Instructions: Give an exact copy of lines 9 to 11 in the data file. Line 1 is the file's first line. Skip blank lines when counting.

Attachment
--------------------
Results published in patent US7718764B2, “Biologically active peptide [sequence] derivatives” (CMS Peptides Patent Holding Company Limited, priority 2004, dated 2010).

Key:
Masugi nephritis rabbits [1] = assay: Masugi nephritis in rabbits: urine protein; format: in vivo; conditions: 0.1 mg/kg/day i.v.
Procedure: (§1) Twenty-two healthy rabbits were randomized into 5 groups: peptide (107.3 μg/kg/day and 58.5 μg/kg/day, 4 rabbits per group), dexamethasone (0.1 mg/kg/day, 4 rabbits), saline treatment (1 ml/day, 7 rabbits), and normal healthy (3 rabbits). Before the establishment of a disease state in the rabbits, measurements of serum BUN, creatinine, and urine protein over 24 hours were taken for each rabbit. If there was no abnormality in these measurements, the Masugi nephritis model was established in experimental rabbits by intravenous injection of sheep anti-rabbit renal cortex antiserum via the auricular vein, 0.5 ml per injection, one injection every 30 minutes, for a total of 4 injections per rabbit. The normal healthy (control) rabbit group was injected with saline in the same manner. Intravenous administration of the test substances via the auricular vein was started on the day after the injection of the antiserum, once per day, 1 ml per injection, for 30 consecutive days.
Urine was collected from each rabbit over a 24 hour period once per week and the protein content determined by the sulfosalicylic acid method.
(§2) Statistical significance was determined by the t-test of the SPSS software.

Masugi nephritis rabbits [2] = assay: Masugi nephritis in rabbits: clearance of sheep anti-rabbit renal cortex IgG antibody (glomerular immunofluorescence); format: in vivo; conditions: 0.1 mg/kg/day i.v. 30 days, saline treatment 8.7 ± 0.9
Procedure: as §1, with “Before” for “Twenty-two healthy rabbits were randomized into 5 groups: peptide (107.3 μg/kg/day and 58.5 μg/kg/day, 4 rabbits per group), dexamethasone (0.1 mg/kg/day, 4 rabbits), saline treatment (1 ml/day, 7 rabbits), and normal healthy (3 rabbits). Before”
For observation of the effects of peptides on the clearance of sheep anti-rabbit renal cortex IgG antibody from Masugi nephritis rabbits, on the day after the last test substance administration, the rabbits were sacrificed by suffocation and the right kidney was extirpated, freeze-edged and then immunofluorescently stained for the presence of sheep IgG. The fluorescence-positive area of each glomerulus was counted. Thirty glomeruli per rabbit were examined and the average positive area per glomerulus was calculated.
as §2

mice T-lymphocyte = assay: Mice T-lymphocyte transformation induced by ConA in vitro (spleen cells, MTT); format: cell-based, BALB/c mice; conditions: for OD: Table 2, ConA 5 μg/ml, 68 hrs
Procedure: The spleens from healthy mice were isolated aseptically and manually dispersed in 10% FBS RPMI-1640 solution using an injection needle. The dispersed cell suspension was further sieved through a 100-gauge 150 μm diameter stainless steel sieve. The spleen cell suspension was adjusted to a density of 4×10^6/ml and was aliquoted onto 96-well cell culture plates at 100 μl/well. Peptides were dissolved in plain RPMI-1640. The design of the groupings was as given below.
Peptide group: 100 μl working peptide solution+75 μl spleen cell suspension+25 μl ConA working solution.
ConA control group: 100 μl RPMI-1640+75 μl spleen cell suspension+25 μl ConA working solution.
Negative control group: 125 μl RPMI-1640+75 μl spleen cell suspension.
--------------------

For observation of the effects of peptides on the clearance of sheep anti-rabbit renal cortex IgG antibody from Masugi nephritis rabbits, on the day after the last test substance administration, the rabbits were sacrificed by suffocation and the right kidney was extirpated, freeze-edged and then immunofluorescently stained for the presence of sheep IgG. The fluorescence-positive area of each glomerulus was counted. Thirty glomeruli per rabbit were examined and the average positive area per glomerulus was calculated.
as §2

mice T-lymphocyte = assay: Mice T-lymphocyte transformation induced by ConA in vitro (spleen cells, MTT); format: cell-based, BALB/c mice; conditions: for OD: Table 2, ConA 5 μg/ml, 68 hrs